‘Two guys covered with ice’
The ride started in 2019.
Ben Weaver and Jay Petervary biked the route with a stop at Sawbill. There, they handed out a letter-printed poem Weaver wrote to John Beargrease to the checkpoint volunteers.
“We were two guys covered with ice,” recalled Weaver. “They gave us hot tang and bacon, and they made me read the poem out loud.”
From there, Weaver began building relationships and connections with the helpers, mushers and the dogs — and the bikers feel they relate more to the latter than anyone.
“If it’s fast for us, it means it’s fast for the dogs,” said Houchin.
Weaver has an arts and professionally sponsored cycling background.
The St. Paul poet/songwriter started with long rides in the Midwest to see how far they could go in the day and still play a show at night. That evolved into pedaling to Mississippi and around Lake Superior.
In 2018, Weaver biked 3,000 miles from Canada to New Mexico, performing shows along the way, which was included in the film “Music for Free.”
‘Everything changes, but we’re still here’
Houchin grew up far from her tribal community. She became an enrolled member in her 20s, and while she lives in Arizona, she still calls Cloquet home.
Her first long bike tour took her from Madison to the Fond du Lac Reservation, then from there to Boulder, Colorado. The trip opened her eyes to the complexity and simplicity of life when you’re on a bike, she said.
In 2018 and 2019, she won the Tour Divide, a 2,745-mile race.
In 2020, she was selected for a Lead For Minnesota Fellowship to increase access to bikes on the Fond du Lac Reservation, and in Carlton County.
Cycling put Houchin on the path of self-discovery, personally and culturally, and she left her desk job about a year ago to pursue a career as a full-time athlete.
“It started out as a vehicle, and ended up becoming one of the most important factors of my life — bikes and the people it brought me to,” she said.
What started as a reprieve from daily life for Houchin evolved into much more.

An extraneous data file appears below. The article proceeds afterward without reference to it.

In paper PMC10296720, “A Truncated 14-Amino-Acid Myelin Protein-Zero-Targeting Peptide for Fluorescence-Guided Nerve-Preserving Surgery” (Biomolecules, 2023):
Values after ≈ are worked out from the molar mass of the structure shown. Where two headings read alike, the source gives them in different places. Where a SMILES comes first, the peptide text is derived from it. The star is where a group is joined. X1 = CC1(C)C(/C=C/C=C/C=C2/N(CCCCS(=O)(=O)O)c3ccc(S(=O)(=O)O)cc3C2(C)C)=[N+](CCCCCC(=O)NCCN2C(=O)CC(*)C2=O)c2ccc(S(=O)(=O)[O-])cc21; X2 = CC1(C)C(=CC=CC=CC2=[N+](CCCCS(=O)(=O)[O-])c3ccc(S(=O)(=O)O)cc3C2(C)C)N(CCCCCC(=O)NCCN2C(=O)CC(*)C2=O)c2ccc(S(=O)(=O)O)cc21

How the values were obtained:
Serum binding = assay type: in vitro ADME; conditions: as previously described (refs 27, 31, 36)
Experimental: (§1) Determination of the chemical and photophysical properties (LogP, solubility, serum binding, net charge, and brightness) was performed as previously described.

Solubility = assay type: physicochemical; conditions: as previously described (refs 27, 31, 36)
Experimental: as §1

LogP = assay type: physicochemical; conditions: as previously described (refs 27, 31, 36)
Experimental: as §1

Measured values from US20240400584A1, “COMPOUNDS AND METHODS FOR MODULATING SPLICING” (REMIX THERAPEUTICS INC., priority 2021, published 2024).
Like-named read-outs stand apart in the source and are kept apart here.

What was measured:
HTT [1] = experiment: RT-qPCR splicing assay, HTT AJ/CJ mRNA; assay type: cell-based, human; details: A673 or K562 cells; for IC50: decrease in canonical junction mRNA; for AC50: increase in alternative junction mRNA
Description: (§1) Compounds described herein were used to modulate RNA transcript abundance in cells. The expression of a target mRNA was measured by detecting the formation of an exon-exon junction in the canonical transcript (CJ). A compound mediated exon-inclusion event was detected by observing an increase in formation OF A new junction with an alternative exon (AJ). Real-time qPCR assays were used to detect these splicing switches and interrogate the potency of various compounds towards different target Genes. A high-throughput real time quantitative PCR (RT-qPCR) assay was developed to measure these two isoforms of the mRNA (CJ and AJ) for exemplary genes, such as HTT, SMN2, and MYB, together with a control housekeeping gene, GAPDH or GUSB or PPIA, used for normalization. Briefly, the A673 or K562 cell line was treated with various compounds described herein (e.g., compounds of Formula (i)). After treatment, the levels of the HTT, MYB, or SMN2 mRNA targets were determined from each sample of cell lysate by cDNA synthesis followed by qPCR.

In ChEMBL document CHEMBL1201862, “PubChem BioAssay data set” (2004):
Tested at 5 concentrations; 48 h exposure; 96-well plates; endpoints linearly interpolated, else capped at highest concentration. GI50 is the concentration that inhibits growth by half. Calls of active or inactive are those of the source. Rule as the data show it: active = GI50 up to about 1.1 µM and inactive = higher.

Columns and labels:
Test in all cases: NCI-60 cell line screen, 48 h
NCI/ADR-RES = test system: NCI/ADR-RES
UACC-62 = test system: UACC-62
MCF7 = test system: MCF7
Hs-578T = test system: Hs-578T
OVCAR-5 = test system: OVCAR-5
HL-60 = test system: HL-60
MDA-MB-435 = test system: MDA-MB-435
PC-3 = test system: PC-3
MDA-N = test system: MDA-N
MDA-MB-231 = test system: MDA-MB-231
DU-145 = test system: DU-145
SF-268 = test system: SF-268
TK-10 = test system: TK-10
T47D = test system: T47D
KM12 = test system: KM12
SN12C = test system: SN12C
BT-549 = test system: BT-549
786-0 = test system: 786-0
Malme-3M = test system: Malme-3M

“I start to think about John Beargrease as a human … I started to think about the way that I relate to him. By riding along these trails, I feel like I’m honoring and experiencing some of the things he did.
“Everything changes, but we’re still here, we’re still Native people doing these cool things in the same place,” Houchin continued.
For Weaver, it’s humbling to reconnect to nature and to acknowledge the evolution in self and space as they revisit the same spaces on this ride every year.
It’s physically challenging, they said.
Avoiding overuse injuries is also vital. It’s a heavy bike, and riders spin their legs pretty fast to not tear up the snow.
But, there are so many more blessings than challenges.
One year, Houchin and Weaver saw a moose and its calf.
Another year, four of them pedaled next to each other on an 8-mile stretch, a treat, as they’re often single-file. For a half-hour, they were joined by four birds flying, weaving and crossing above and in front of them. “It really felt like it was us, as if we had wings,” recalled Houchin.
And highlight is that their efforts lead up to an “emotional and otherworldly” event seeing the dogs come down the hill and across Temperance River. The space is enveloped in fire and food, people from different backgrounds spectating and volunteering.
“It feels very human and how we’re meant to be, all working together, communicating, trusting, laughing, singing, eating bacon,” Weaver said.